If you’re looking for an official justification to buy graphic novels, look no further than the Common Core (CC) State Standards. Students in grades 6 to 12 will be required to apply CC’s reading standards to a variety of different types of texts, including graphic novels. For mature readers, this fall’s releases offer stories of war, madness, gangs, and failed dreams. Young adults will have much to think and talk about after reading these selections.
ABIRACHED, Zeina. A Game for Swallows. Graphic Universe, 2012. ISBN 9780761385684. JLG Level: GH : Graphic Novels High
Gr 9 Up—Based on her grandmother’s story, Abirached tells the tale of one long night in Beirut, when the parents of two children cross the line between East and West and get caught in a bombing. Told with simple black-and-white illustrations, in the tone of Persepolis, the children are comforted by their neighbors in their building’s foyer while the world is crashing down all around them. This beautiful story illustrates Florian’s words: To die to leave to return / It’s a game for swallows.
ANTHONY, Jessica and Rodrigo Corral. Chopsticks: A Novel. Razorbill, 2012. ISBN 9781595144355. JLG Level: GH : Graphic Novels High
Gr 9 Up—If there was ever a book that didn’t fit into any particular mold, it’s Chopsticks. More of a mixed-media novel, the story is told through photographs, ticket stubs, postcards, and other ephemera, with a little text in-between. Glory is a child prodigy―a pianist of amazing talent. Her teacher and father books a European tour after she becomes romantically involved with Franco, the new boy next door. As Franco begins to fail out of school, Glory begins to descend into what appears to be madness as she interrupts her playing with “Chopsticks.” In a hauntingly ambiguous ending, readers will have to decide for themselves what really happened in the disappearance of Glory. What is reality? What is madness?
MCCLINTOCK, Norah and Mike Deas. I, Witness. Orca, 2012. ISBN 9781554697892. JLG Level: GH : Graphic Novels High
Gr 9 Up—Being a teenager is hard enough, but when you witness a murder and the next thing you know your best friend is killed in a drive-by shooting, life gets really complicated. Boone’s friends begin to drop like leaves as the dead bodies pile up around him. Thinking that it’s better to keep his mouth shut, he walks into another situation that makes him think twice about not getting involved.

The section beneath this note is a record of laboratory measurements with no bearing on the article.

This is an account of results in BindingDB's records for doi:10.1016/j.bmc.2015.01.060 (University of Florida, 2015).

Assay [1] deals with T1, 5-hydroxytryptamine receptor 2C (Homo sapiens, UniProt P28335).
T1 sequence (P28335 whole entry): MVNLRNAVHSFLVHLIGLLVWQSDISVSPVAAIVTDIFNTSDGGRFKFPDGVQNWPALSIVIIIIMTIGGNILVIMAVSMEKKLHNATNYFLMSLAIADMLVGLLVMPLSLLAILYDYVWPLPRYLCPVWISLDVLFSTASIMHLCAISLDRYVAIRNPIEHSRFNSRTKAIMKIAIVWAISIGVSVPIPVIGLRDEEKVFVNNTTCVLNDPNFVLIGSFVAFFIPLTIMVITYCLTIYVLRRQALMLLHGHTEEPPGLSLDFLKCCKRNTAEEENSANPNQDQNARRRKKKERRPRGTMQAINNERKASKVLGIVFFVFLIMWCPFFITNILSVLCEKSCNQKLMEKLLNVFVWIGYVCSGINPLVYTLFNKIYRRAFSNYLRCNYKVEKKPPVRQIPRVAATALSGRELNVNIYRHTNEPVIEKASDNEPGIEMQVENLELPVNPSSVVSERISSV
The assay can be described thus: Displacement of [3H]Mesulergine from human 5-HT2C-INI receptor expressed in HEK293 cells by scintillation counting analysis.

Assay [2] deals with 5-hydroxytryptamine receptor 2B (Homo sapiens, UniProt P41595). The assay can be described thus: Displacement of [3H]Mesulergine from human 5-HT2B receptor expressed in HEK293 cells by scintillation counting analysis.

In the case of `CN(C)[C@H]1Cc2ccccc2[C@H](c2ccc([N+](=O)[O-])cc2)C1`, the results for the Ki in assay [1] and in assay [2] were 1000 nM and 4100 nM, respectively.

Blood-red ink is used to highlight the mostly black-and-white graphic novel, and with all of those deaths, there’s a fair amount of red. Canadian novelist McClintock enters the teenage world and mixes it with violence and conscience-driven actions. Teens will wonder what they would do if they knew more than they wanted to know.
PETTY, J.T. and Hilary Florido. Bloody Chester. First Second, 2012. ISBN 9781596431003. JLG Level: GH : Graphic Novels High
Gr 9 Up—Petty’s young adult graphic novel debut is a mix of horror, mystery, and the Wild West. Filled with coarse language (and racial slurs), the story tells the tale of a teenage boy who grasps at the chance to start over. Called Bloody Chester (because he constantly gets a beating), Chester must burn down a plague-ridden ghost town in order to earn his salary. It seems, though, that it’s much more complicated than that. He falls for a girl who’s still in town because her crazy, holed-up, treasure-hoarding father won’t leave. Then there are the ghosts or zombies or plague-ridden souls that haunt the town. Chester is determined to do his job and discovers that no one seems to be telling the truth.
From humor to horror, Petty and Florido create an interesting tale with full-color illustrations. A few sketches of the work in progress are also included. There’s even a bit of reflection in the story’s secrets that will cause the reader to ponder.
PHAM, Thien. Sumo. First Second, 2012. ISBN 9781596435810. JLG Level: GH : Graphic Novels High
Gr 9 Up—When his chance for a career in pro football is eliminated and a long-term romance ends, Scott chooses to start over in Japan as a sumo wrestler. Though it’s harder than he expects, his past experiences help him give it his best shot.
Using color to indicate the time and setting, Pham tells a powerful three-part story that builds until the final wordless conclusion. Readers may be able to read it quickly, but will want to reread to absorb the brilliance of the telling.
For ideas about how to use these books and links to supportive sites, check out the Junior Library Guild blog, Shelf Life.
Junior Library Guild (JLG) is a collection development service that helps school and public libraries acquire the best new children’s and young adult books. Season after season, year after year, JLG’s book selections go on to win awards, collect starred or favorable reviews, and earn industry honors. Visit them at www.JuniorLibraryGuild.com.
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